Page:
So who cares if I like my doctor, right? I care. You have to decide to take action after leaving your doctor’s office, to try and manage the things YOU can control. Some things you can’t control, but some you can. I left my appointment feeling encouraged, positive, and motivated to keep working on my weight loss. And that’s why I realize it’s important to like the person who’s helping to take care of and treat YOU. Because YOU matter at the end of the day, and to keep yourself in tip-top shape, “liking” the person who’s giving you the orders is super important. Have you found a doctor you like?

 

 

 

 

 

Medically speaking, attitude is everything.

On Tuesday I had my long awaited follow up appointment about “Weight management” after starting my thyroid medications. I was nervous, not knowing what to expect, as while I’d been on my best behavior food and exercise wise, my body likes to go rogue. We don’t have a scale in the house anymore either, and after several crushing weigh ins, I was expecting to hop on the scale and be met with a gain, because that’s always what happened before. Why should doing everything right matter? I got on the scale. Down three more pounds. WHEW!!!!! Now, 3 more pounds in a month and a half is devastatingly slow progress. However? It’s progress. Three pounds in a month, after ten months, is 30 pounds. I was relieved, and to make it even better, my blood pressure was fantastic – 110 over 79. As I celebrated my small but valiant victory, the new doctor came in and said, “Aw, too bad you haven’t had much progress, have you?”

My happy mindset deflated like a cheap balloon. I recognize that medically three pounds in a month and a half sucks – – but for a patient who gained NINE POUNDS after a 12 day detox eating nothing but cauliflower and medical shakes, it’s nice to see my body actually reacting in the way it should. As I explained to the doctor that I was actually relieved and happy with the weigh in, I realized how important attitude is. No, it’s not ideal, but a solid, “hey, we’re on the right track” at least, is invaluable to someone who needs a little bit of cheerleading. Most people refer to their doctor’s demeanor as “Bedside Manner”, and while I don’t need information to be sugarcoated, I would like a little bit of optimism.¬† This applies to all things medically related; a lazy liver, ridiculous allergies to feathers, even scary-looking but benign ovarian cysts. When shit’s gone wrong, some positive encouragement from people who know what they’re talking about is hugely helpful. Otherwise, Dr. Google and I spend lots of late night hours together, my anxiety growing as I comb through horror stories of the very conditions that ail me.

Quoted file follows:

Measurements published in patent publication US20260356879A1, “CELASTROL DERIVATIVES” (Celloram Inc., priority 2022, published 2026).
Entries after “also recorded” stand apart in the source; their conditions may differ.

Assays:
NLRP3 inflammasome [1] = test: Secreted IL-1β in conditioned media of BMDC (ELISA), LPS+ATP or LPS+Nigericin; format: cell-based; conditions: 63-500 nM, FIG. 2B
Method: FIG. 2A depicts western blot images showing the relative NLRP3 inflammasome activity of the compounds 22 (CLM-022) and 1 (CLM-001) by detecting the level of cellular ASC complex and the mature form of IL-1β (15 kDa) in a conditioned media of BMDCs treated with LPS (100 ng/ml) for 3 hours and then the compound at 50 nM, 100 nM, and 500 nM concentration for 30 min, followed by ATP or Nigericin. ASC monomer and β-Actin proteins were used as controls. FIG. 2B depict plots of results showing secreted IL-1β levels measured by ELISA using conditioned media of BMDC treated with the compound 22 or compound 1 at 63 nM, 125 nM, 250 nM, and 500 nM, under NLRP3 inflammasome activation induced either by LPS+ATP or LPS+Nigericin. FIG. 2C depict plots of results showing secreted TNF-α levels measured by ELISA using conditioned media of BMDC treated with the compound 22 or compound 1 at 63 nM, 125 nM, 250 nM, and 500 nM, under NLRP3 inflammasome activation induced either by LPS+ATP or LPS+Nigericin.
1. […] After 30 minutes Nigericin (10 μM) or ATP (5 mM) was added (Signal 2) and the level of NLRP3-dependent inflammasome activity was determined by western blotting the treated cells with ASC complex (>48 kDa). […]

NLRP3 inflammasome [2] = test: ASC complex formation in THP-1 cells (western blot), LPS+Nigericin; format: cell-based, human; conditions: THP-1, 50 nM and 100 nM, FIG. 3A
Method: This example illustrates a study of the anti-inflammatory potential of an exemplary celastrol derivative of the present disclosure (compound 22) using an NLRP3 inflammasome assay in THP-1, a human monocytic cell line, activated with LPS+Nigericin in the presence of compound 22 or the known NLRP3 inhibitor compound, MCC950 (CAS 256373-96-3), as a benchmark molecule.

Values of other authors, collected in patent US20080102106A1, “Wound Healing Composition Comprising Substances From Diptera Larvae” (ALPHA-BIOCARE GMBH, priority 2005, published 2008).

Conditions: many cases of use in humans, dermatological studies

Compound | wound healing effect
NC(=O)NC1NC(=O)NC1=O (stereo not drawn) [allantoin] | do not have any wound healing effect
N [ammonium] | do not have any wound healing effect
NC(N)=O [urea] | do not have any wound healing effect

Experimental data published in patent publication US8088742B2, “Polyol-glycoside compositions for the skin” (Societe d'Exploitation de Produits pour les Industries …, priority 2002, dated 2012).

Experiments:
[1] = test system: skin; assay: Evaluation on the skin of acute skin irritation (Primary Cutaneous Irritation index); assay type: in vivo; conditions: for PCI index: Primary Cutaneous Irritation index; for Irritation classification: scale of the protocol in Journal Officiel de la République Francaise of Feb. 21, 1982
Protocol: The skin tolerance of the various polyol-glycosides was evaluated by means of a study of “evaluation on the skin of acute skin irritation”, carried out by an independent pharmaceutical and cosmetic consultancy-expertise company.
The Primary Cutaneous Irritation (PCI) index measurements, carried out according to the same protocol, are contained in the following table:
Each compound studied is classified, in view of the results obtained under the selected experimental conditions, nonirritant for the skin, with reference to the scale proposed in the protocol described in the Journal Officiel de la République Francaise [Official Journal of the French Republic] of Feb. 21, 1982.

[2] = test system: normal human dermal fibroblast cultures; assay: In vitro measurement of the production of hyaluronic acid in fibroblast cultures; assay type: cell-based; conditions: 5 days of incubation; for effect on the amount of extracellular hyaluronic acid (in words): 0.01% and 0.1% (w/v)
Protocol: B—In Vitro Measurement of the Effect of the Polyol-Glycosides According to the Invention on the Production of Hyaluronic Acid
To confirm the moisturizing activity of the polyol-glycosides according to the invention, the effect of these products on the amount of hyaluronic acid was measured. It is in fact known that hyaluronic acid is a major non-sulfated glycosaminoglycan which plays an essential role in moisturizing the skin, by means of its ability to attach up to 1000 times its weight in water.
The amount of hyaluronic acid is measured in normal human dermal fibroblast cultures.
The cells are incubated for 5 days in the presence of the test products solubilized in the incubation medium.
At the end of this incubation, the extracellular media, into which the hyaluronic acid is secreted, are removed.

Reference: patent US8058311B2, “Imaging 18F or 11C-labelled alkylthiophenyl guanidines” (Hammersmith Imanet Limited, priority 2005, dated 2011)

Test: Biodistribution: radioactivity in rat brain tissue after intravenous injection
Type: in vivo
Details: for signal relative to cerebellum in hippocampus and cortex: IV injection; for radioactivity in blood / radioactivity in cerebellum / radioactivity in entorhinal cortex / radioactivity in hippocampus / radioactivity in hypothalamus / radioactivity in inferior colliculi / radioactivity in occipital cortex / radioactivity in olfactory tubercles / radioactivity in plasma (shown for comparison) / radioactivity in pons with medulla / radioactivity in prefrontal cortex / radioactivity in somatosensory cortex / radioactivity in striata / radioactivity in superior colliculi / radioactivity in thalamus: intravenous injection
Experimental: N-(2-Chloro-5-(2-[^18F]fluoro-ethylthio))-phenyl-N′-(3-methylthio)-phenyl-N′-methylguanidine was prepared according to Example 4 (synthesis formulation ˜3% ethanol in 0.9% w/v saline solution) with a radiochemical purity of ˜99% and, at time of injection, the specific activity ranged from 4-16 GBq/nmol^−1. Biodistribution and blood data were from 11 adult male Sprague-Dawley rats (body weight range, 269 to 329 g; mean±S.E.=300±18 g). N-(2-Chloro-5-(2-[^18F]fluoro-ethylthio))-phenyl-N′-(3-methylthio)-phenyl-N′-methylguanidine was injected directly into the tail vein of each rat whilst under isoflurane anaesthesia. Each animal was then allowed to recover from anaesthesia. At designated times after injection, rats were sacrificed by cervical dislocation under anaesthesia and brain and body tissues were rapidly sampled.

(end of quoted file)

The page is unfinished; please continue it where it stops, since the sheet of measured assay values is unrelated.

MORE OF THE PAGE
There’s part of me that thinks I need to just “man up” and look past a need for rainbows and sunshine in a medical environment. After all, medically, obesity sucks. It’s dangerous, it’s a huge risk factor, and for most people, it should be simple to treat. However, I’m not most people, and I’m also not the type of person who can easily man up. I’m sensitive. I’m artistic. Sometimes I wish I wasn’t. But; attitude is everything — and a positive one can make a big difference.

Have you had trouble with doctors having a more direct bedside manner? Does it bother you or not? Why or why not?